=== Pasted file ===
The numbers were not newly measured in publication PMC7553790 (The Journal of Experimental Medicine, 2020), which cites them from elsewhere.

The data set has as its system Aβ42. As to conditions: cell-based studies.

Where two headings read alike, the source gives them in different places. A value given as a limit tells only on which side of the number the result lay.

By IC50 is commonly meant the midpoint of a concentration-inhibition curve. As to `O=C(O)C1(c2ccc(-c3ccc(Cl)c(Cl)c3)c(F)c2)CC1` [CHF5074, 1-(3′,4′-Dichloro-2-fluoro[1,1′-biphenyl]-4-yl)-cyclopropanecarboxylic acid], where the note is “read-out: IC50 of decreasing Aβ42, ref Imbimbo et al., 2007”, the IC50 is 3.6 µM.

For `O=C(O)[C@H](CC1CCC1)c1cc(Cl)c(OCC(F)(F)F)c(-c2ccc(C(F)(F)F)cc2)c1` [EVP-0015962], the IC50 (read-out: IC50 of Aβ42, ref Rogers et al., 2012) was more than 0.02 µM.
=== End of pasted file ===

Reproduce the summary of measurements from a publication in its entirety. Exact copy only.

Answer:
The numbers were not newly measured in publication PMC7553790 (The Journal of Experimental Medicine, 2020), which cites them from elsewhere.

The data set has as its system Aβ42. As to conditions: cell-based studies.

Where two headings read alike, the source gives them in different places. A value given as a limit tells only on which side of the number the result lay.

By IC50 is commonly meant the midpoint of a concentration-inhibition curve. As to `O=C(O)C1(c2ccc(-c3ccc(Cl)c(Cl)c3)c(F)c2)CC1` [CHF5074, 1-(3′,4′-Dichloro-2-fluoro[1,1′-biphenyl]-4-yl)-cyclopropanecarboxylic acid], where the note is “read-out: IC50 of decreasing Aβ42, ref Imbimbo et al., 2007”, the IC50 is 3.6 µM.

For `O=C(O)[C@H](CC1CCC1)c1cc(Cl)c(OCC(F)(F)F)c(-c2ccc(C(F)(F)F)cc2)c1` [EVP-0015962], the IC50 (read-out: IC50 of Aβ42, ref Rogers et al., 2012) was more than 0.02 µM.